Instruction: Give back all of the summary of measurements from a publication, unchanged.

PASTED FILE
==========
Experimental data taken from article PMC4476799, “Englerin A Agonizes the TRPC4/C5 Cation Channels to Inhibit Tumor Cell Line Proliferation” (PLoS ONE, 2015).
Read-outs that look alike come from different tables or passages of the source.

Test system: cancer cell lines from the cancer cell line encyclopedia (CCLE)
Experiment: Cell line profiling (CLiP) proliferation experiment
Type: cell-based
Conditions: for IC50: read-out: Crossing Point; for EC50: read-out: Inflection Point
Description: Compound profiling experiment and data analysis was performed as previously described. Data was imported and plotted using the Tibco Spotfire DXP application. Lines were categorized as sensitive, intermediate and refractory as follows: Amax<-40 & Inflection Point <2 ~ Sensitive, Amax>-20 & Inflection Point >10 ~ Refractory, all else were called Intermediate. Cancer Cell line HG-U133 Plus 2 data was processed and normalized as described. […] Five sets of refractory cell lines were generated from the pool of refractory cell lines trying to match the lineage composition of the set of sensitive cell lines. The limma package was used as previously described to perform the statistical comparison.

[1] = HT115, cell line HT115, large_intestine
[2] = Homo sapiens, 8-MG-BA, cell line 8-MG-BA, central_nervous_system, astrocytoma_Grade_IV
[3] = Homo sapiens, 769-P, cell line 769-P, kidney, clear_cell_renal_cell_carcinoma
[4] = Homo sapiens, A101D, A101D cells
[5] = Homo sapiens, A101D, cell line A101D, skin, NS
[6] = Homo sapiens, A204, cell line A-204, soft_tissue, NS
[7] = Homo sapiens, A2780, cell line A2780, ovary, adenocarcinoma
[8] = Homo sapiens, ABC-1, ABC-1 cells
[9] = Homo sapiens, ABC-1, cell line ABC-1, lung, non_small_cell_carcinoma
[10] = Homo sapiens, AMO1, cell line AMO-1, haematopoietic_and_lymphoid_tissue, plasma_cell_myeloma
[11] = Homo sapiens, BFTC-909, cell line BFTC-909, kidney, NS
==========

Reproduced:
Experimental data taken from article PMC4476799, “Englerin A Agonizes the TRPC4/C5 Cation Channels to Inhibit Tumor Cell Line Proliferation” (PLoS ONE, 2015).
Read-outs that look alike come from different tables or passages of the source.

Test system: cancer cell lines from the cancer cell line encyclopedia (CCLE)
Experiment: Cell line profiling (CLiP) proliferation experiment
Type: cell-based
Conditions: for IC50: read-out: Crossing Point; for EC50: read-out: Inflection Point
Description: Compound profiling experiment and data analysis was performed as previously described. Data was imported and plotted using the Tibco Spotfire DXP application. Lines were categorized as sensitive, intermediate and refractory as follows: Amax<-40 & Inflection Point <2 ~ Sensitive, Amax>-20 & Inflection Point >10 ~ Refractory, all else were called Intermediate. Cancer Cell line HG-U133 Plus 2 data was processed and normalized as described. […] Five sets of refractory cell lines were generated from the pool of refractory cell lines trying to match the lineage composition of the set of sensitive cell lines. The limma package was used as previously described to perform the statistical comparison.

[1] = HT115, cell line HT115, large_intestine
[2] = Homo sapiens, 8-MG-BA, cell line 8-MG-BA, central_nervous_system, astrocytoma_Grade_IV
[3] = Homo sapiens, 769-P, cell line 769-P, kidney, clear_cell_renal_cell_carcinoma
[4] = Homo sapiens, A101D, A101D cells
[5] = Homo sapiens, A101D, cell line A101D, skin, NS
[6] = Homo sapiens, A204, cell line A-204, soft_tissue, NS
[7] = Homo sapiens, A2780, cell line A2780, ovary, adenocarcinoma
[8] = Homo sapiens, ABC-1, ABC-1 cells
[9] = Homo sapiens, ABC-1, cell line ABC-1, lung, non_small_cell_carcinoma
[10] = Homo sapiens, AMO1, cell line AMO-1, haematopoietic_and_lymphoid_tissue, plasma_cell_myeloma
[11] = Homo sapiens, BFTC-909, cell line BFTC-909, kidney, NS